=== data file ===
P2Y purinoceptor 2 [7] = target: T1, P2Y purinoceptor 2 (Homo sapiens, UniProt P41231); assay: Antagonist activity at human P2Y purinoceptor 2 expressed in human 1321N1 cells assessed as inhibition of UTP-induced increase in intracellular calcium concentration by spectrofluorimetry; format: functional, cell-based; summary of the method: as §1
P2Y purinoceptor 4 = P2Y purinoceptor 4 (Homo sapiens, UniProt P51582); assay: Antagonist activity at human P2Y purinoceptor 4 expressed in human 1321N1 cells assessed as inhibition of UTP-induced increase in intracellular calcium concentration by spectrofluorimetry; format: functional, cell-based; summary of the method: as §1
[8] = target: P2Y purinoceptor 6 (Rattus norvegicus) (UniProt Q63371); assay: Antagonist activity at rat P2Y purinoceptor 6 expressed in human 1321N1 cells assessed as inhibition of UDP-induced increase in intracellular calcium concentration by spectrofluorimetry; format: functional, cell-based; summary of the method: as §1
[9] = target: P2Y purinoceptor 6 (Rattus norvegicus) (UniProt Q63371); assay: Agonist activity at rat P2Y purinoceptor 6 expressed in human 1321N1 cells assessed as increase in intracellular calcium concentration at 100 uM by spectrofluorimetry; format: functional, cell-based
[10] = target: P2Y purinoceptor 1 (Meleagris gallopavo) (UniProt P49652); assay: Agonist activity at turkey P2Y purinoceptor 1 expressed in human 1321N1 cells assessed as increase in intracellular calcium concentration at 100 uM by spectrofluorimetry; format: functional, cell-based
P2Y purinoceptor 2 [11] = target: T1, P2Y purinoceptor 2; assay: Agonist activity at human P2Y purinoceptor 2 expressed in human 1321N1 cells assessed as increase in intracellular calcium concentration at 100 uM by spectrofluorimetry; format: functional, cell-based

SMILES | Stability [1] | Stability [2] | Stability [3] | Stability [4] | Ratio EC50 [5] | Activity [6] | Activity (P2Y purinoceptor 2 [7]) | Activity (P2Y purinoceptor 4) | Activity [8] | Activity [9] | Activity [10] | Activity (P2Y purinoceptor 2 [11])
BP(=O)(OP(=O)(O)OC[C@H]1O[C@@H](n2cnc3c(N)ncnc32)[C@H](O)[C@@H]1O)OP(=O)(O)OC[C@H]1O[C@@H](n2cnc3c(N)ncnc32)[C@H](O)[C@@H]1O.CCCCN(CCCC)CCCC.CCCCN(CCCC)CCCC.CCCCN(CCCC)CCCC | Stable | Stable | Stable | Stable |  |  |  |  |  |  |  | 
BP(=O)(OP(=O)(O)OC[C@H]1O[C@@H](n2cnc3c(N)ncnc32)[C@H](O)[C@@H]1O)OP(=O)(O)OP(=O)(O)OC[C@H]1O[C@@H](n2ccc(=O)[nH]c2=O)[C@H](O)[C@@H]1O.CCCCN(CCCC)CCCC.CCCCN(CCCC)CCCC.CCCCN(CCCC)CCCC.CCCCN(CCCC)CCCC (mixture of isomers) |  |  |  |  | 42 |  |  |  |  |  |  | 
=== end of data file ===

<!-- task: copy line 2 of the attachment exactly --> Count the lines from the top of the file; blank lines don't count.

P2Y purinoceptor 4 = P2Y purinoceptor 4 (Homo sapiens, UniProt P51582); assay: Antagonist activity at human P2Y purinoceptor 4 expressed in human 1321N1 cells assessed as inhibition of UTP-induced increase in intracellular calcium concentration by spectrofluorimetry; format: functional, cell-based; summary of the method: as §1